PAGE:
Organic Farming is not earth-shattering new science. A couple of generations ago, farmers everywhere called it “common sense.” Certainly in the age of communication we have more opportunities to share experiences and learn useful techniques, but there is nothing new in understanding the role of compost and building up healthy, living soil.
These organic practices are still common in places where land ownership has not been centralized by agribusiness, where subsistence farmers eke out a living on small marginal plots. Such people cannot afford energy wasting and chemical intensive modern farm techniques. They make do, as their great-grandparents did, by feeding the soil that feeds them.
Inevitably, all farming will be done organically in the not-so-distant future. There really aren’t many other choices, if we want to survive. Nature makes the rules we must live by, and the cycle of life must be supported if we are to remain a part of it.
The question is not whether organic farming can feed the world. Except for the last several anomalous decades, it always has, since the beginning of gardening. The question is “How long will it take us to recover from the damages of modern, industrial agriculture?”
There are several features of industrial agribusiness which will lead to its demise. Perhaps the most pervasive of these is shortsightedness. Modern corporations tend to focus on this quarter’s profits. But experienced farmers can tell you a lifetime is too short to learn the best techniques to encourage an ecosystem to support more people, much less to implement them.
Imagine by contrast the patience of the traditional practitioners of sylvan culture in America’s Pacific Northwest, who would often wait 50 years or more to stage a controlled burn. To maintain the maximum biodiversity on which they depended required understanding each phase of the natural cycle of trees, which takes centuries to run its full course.
The undoing of modern agriculture will be its dependence upon cheap oil, a short-lived exploitation of a natural resource that took tens of thousands of years for the ecosphere to produce. At this point in time, humans have extracted about half of all the petroleum that ever existed on Earth. The second half will be increasingly expensive to get at and there will be great competition among the many human processes that depend upon it. Farming is not likely to win out.
That is a good thing, because petroleum has not been particularly useful in raising healthful food. Draft animals are far better for soil health than machinery. While natural fertilizers and pest control methods may not produce the great immediate yields of petro-chemicals, over the long term, they foster the healthy soil upon which life depends.
Chemical-intensive modern mono-cropping has cost a great deal in terms of loss of topsoil. Over-cultivation and irrigation have washed away what it took nature centuries to build. It will be good for us to return to the slow, patient processes of organic gardening. The transition, however, may be quite painful for those who are not prepared. Many may die off before our population is pared to a level that the earth is able to sustain over time.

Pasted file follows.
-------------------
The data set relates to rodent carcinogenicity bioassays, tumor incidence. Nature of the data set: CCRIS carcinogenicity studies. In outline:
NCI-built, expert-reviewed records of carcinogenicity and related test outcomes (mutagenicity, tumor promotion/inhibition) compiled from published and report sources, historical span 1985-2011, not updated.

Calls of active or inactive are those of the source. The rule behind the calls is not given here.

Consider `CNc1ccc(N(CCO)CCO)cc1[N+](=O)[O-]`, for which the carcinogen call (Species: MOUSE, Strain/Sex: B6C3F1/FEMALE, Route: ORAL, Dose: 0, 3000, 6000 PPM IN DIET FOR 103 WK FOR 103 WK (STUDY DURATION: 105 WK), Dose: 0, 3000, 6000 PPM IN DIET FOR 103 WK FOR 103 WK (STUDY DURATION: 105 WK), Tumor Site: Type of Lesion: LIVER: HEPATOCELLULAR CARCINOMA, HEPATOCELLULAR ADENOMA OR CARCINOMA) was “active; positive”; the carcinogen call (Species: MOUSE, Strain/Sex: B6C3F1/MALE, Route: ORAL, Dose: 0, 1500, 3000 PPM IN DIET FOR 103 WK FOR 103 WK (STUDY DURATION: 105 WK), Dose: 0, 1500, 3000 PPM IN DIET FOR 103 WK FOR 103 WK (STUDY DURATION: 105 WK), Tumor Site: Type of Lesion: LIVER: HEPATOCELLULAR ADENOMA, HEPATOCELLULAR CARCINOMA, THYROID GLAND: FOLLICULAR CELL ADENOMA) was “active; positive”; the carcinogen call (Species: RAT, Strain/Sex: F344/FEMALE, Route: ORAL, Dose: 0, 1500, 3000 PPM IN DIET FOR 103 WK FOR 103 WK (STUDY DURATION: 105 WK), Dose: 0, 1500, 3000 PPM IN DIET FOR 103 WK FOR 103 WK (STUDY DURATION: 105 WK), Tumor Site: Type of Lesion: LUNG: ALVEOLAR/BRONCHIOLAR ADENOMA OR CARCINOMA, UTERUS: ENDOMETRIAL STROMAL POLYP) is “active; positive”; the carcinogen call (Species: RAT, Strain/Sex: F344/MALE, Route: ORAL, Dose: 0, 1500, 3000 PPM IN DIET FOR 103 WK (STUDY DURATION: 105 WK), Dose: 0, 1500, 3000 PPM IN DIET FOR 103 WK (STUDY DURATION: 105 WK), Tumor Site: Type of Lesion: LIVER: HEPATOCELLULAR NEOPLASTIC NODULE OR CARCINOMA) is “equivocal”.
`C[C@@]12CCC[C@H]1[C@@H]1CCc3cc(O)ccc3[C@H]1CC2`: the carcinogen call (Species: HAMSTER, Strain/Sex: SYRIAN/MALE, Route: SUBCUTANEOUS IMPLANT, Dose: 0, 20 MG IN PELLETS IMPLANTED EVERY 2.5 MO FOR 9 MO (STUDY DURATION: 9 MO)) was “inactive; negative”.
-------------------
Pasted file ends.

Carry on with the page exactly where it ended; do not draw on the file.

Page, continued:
Every citizen of the future will need to be more actively engaged in producing what she consumes, especially food, which will no longer be transported or stored in energy wasting ways. This doesn’t mean we’ll all be laboring long hours every day of the year. Even the most difficult agricultural practices are seasonal. Good farmers work smarter, not harder.
It will make sense to study the wisdom of local indigenous people and to apply the principles of permaculture to foster a supportive ecosystem with minimal intervention. The strength of a diverse selection of interdependent crops takes a level of understanding far deeper than modern techniques have fostered.
Not every modern method must be scrapped. Diesel engines were invented to run on peanut oil. Farmers can choose to spend some energy growing fuel. But bio-fuels won’t support a continuation of current practices. Today the US government pays corporations subsidies to grow corn for ethanol, a process which uses more energy than it produces. Such nonsense cannot long continue, once the debts are called in.
Methane and methanol, which can be produced through anaerobic decomposition of nearly any compost, hold some promise. But these fuels yield relatively low energy, so conservation and clear prioritization will be essential. The trade-off of food for fuel may allow some to move quickly while many starve. Democratic systems that work will be essential to prevent such waste.
Widespread return to the timeless practices of organic gardening and sensible hunter-gatherer techniques, combined with scientific understanding and appropriate applications of newer technologies, are the best hope for preventing widespread hunger as our current practices hit the wall of natural limitations. Let’s prepare now, so our future can be as bright as possible.